By AMANDA KIMBLE
STEPHENVILLE (January 11, 2017) – Area stakeholders and community members gathered Tuesday to discuss a potential future for a multi-purpose center. The Stephenville Events Center Summit was an almost one-sided discussion and future meetings will likely be held to continue to explore the issue.
A number of individuals at the meeting were not affiliated with the stakeholder groups – Stephenville Economic Development Authority (SEDA), the city of Stephenville, Erath County, Tarleton State University, Stephenville ISD, Stephenville Chamber of Commerce and Stephenville Economic Development Foundation (STEDCO) – but attendance from the general public was limited.
Attendance from younger, working adults – 20 to 40 years old – was even less, which one audience member noted was disappointing. The development and construction of an events center, a process that could span a decade, would have a greater impact on younger generations.
A number of individuals representing the 40+ crowd were in attendance and several said the event center discussion was something that had been discussed for 25 to 30 years or longer and now is the time for action.
Meanwhile community members on the other side of the discussion, those most concerned with the fiscal impact on taxpayers, would have gone unrepresented if not for the comments of one man.
John Hubbard, SEDA executive director, opened the informational forum by presenting information on spending habits related to travel.
While the true impact of a local events center is yet to be seen, Hubbard said the tourism industry in Texas added up to $68.7 billion in Texas in 2015, supporting 648,000 jobs and generating $6.2 billion in state and local tax revenue. He also said an estimated 76 percent of travelers did so for leisure, and Texas hotels collected $9.9 billion in revenue in 2015 with average statewide occupancy of about 65 percent.
“When people come to the city of Stephenville, they stay in hotels, generating sales tax and hotel occupancy tax (HOT),” Hubbard said, explaining the revenue filters back to area taxing entities and helps boost local businesses.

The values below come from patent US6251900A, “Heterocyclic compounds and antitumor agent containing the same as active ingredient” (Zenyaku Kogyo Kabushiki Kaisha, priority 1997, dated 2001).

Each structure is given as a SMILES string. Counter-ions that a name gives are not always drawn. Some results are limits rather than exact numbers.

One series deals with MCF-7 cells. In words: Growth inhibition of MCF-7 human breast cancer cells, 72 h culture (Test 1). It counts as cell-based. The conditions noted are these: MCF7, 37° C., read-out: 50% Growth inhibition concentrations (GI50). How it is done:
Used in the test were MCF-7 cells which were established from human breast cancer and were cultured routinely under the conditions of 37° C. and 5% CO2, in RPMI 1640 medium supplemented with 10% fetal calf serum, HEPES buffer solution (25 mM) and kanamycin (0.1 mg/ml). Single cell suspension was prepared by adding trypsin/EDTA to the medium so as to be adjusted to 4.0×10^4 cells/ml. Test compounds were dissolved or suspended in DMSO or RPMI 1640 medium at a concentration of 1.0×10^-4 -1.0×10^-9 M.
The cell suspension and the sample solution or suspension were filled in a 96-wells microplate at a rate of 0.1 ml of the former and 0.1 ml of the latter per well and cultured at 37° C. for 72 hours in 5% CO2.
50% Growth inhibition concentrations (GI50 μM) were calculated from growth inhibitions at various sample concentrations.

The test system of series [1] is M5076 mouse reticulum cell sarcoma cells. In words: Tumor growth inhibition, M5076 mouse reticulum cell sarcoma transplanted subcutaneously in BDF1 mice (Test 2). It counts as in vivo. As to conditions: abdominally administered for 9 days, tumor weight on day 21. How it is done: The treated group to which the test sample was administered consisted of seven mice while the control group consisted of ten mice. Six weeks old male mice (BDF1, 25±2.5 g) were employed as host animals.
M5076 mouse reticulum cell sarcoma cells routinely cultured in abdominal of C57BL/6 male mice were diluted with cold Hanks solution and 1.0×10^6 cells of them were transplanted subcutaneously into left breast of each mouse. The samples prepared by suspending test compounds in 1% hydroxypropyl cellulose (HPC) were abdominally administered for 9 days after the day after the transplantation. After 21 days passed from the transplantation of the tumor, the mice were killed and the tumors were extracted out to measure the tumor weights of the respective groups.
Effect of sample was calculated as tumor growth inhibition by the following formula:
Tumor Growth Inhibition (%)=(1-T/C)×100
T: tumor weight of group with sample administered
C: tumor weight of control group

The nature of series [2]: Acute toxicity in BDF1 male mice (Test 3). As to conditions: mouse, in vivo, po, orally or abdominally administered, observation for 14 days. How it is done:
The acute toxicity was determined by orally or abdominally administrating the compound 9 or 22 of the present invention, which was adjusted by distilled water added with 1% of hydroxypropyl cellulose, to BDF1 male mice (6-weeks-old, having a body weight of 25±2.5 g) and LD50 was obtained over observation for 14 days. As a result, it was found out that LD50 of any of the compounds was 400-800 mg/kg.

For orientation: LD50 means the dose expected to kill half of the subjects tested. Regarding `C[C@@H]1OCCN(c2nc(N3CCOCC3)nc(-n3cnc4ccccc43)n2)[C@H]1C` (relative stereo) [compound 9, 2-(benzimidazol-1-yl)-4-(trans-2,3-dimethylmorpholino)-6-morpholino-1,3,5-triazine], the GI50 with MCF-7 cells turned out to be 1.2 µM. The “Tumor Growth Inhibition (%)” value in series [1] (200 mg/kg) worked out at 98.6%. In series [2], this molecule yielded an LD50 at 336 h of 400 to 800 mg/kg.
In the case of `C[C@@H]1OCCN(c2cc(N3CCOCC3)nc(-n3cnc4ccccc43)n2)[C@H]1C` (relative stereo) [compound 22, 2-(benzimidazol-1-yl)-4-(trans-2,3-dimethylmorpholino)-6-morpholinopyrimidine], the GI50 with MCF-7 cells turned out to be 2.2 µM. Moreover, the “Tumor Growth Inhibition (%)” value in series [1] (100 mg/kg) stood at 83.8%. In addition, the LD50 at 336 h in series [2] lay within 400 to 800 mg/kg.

He also said a facility that accommodates groups of 500 or more people would be another tool for attracting new businesses and industry partners to the area since an events center could be used for corporate trainings, gatherings and other business related events.
Hubbard said public events centers are difficult to operate and generally require supplemental funding from local governments. He also explained the negative impact on tax funds is paid back by the positive impact on sales and jobs.
“It’s an investment,” he said.
Speaking from Experience
Interim City Administrator Wayne McKethan, former Granbury city manager, said he participated in the building of the Granbury Resort Conference Center. He said the issue was community decision, not one that should be left up to a single entity such as the city of Stephenville and its voters.
McKethan said Granbury – the city had a population of about 5,000 at the time, whereas the county was home to about 50,000 at that time – needed the financial boost tourism and associated sales tax offered.
He also said while it’s easy to find cities that are losing money, it’s also easy to find the positive side of investing in an events center. According to McKethan, Granbury officials conducted a marketing survey to determine what attracted new residents to the city, and 25 to 35 percent of the surveys he reviewed referenced a positive experience at a conference or event.